There are currently more than twenty cleared indications for use for dental lasers in the United States. Dental lasers obtaining 510(k) clearance may be labeled, promoted, and advertised by the manufacturer for only those specific indications for use for which the devices have been cleared for marketing. Dental laser manufacturers must seek FDA 510(k) clearance for each laser product and each specific indication for use. Not every laser is cleared for every conceivable use. Therefore, FDA marketing clearances apply to certain products that are specific to the manufacturer and product. For any specific laser device, the specific indications for use, as marketing clearances, can be found in the professional information section of the operator’s manual for the device.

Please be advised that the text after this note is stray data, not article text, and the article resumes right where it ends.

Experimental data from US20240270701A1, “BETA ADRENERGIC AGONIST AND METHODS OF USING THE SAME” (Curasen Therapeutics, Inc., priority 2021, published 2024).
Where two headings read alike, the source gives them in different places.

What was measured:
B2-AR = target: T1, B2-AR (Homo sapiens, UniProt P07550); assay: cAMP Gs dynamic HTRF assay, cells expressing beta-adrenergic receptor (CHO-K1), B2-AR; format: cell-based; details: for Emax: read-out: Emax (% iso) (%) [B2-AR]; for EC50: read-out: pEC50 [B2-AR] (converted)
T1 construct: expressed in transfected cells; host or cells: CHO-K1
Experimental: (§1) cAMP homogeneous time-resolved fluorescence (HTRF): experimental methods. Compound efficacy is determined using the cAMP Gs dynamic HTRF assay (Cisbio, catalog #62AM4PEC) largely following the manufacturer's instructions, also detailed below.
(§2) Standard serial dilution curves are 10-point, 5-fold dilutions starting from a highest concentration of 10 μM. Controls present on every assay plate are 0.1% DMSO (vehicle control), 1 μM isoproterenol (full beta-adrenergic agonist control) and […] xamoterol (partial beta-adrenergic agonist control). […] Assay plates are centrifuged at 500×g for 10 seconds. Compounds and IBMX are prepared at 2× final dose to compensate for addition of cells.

Additional uses for dental lasers are considered “off label use.” Within the scope of a license to practice, dentists may choose to use lasers or other products “off label.” Practitioners should consider off label use in light of possible benefits and risks, patient needs, and the available scientific evidence. The Council recommends that dentists read and understand the specific indications for use for each device. Practitioners may also access the FDA Web site (http://www.accessdata.fda.gov/scripts/cdrh/cfdocs/cfPMN/pmn.cfm), call the FDA or consult with the manufacturer for specific and up-to-date information about cleared indications for use.